Q&A with Andrew Zimmern

Andrew+Zimmern+speaking+at+WHS+on+January+2nd%2C+2019.+Photo+by+Deena+Kassem.
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Q&A with Andrew Zimmern

Andrew Zimmern speaking at WHS on January 2nd, 2019. Photo by Deena Kassem.

Andrew Zimmern speaking at WHS on January 2nd, 2019. Photo by Deena Kassem.

Andrew Zimmern speaking at WHS on January 2nd, 2019. Photo by Deena Kassem.

Andrew Zimmern speaking at WHS on January 2nd, 2019. Photo by Deena Kassem.

Deena Kassem and Kelsey Deering

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  On January 3rd, with help impart from the COMPASS Ecology of Foods Teacher Miriam Lejonvarn, Professional Chef and the host of the Travel Channel’s Bizarre Foods Andrew Zimmern came to Wayzata High School to talk to students about his travels and his extensive career in the food industry, according to Lejonvarn.
  Zimmern has an extensive entertainment and culinary background, according to Lejonvarn. Zimmern is a American culinary expert, chef, television personality, radio personality, restaurateur, director, entrepreneur, teacher, food critic, producer, journalist, and author.
  A Twin Cities local, Zimmern has restaurants scattered across the major metropolitan area. Zimmern’s most recent restaurant, the Lucky Cricket. is a Chinese-American chain that opened up in St. Louis Park in early 2018.
  “His global perspective and understanding of the history of food matches the content in most COMPASS and Culinary classes. He has asked to have a wider audience so we opened it up to the entire school,” said Lejonvarn.
  “A parent of one of our students had bid on an event to spend a Twins Game with with him while eating food from his stand, Andrew Zimmern’s Canteen,” said Lejonvarn. “She won the bid and during their time together, she mentioned our class and he agreed to speak to our students.”
  Zimmern addressed over 300 students in the high school auditorium as well as personally speaking to the separate COMPASS class.
  “His time with just our class was amazing! Our students had questions prepared and many of the themes of our class (sustainability, hunger, food history, food waste, food preparation, etc.) was covered during our conversation. He was very generous with his time; he stayed much longer than was initially scheduled,” said Lejonvarn. “This event will forever be a highlight of my career.”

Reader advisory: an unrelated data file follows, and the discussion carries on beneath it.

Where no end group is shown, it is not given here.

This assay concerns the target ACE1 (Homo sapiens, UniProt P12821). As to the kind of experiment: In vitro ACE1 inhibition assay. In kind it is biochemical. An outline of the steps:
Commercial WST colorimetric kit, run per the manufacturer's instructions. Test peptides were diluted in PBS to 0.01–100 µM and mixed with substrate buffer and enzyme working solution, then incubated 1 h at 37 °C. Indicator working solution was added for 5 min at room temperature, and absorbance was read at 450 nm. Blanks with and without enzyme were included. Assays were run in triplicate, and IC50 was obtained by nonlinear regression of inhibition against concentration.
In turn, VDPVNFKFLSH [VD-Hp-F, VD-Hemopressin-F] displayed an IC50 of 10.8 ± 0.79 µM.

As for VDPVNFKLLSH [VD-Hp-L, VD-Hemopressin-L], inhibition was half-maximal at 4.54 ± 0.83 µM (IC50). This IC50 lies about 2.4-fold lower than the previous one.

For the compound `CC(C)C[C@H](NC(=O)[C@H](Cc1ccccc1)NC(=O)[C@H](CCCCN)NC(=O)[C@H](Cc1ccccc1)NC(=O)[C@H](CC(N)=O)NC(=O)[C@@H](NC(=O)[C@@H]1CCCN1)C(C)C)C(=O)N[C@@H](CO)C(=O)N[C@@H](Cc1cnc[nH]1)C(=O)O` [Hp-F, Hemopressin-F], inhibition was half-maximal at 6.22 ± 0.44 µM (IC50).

Q: Why did you choose to come to Wayzata High School?
A: Young kids are a blank slate. The world has gotten increasingly more complex so any chance I get to talk to a group of kids, I want to do it, whether it’s about learning or talking about a new subject. When I was young, I always felt like people didn’t understand me; I feel every generation goes through the exact same thing. I’m a pop culture junkie and young people in general have way more interesting ideas.
Q: What’s the best student question you received?
A: When a young kid that asked how I got into heroin, everyone was like gasped, but that’s the best question I could’ve been asked. With 300 people, I can guarantee you there’s someone struggling with addiction. If I was in that place when I was younger, hearing somebody speak on addiction would have saved me years of hardship.
Q: When did you know you wanted to go into the food industry?
A: Since I was five or six. I’ve always known I wanted to cook and work with food.
Q: What is the most bizarre food you’ve ever eaten?
A: Once we were in the South African rainforests that scientists have been unable to taxonomize. Sometimes we stumble upon tribes eating an endangered species and we have to cut it from the show. One time, I ate a worm that lives in the coral reef in the deep pacific Marianas Trench. When it’s hot, these worms float to the top and that’s when they’re harvested. It was delicious. They die in the sunlight and fertilize the ground.
Q: What is your opinion on vegetarian/vegan diet?
A: Veganism is fantastic and super healthy. A friend of mine who’s vegan told me about adopting a vegan lifestyle before dinner. By being vegan for breakfast and lunch then going all out for dinner, you don’t have sugar crashes. I’m more vegetarian friendly, and I understand the impacts of veganism on the environment. America is the only country in the world where a 15 ounce piece of meat is the main course, like a big steak, half chicken, or slab of salmon. If we all ate meat in the Asian style where meat is more of an accent, a few ounces, our carbon footprint would be greatly reduced.
Q: What inspires you to do what you do?
A: From a selfish standpoint, it’s really fun; I love my job. After a while, I realized I was making a difference by making an entertainment show. For some people it’s just “I”ve had a hard day, I want to unwind and watch Andrew Zimmern travel and eat weird foods.” But for a lot of people, it’s about teaching patience, tolerance, and understanding in a world that needs cultural education.
Q: What’s your favorite spot in the Twin Cities?
A: The Twin Cities is an explosively hot food mecca right now, and it’s growing. I have been eating at a chinese restaurant called Shuang Cheng. It’s not that it’s the best food in all of Minnesota, I just love the atmosphere.
Q: What country do you think has the best cuisine?
A: China and Mexico, in terms of versatility, regionality, different cooking styles, and different techniques have amazing cuisine. The influence these countries have had on cuisine around the world is unbelievable.
Q: What are you future plans?
A: I’m leaving soon for Israel to do an event in Tel Aviv to cook dinner.

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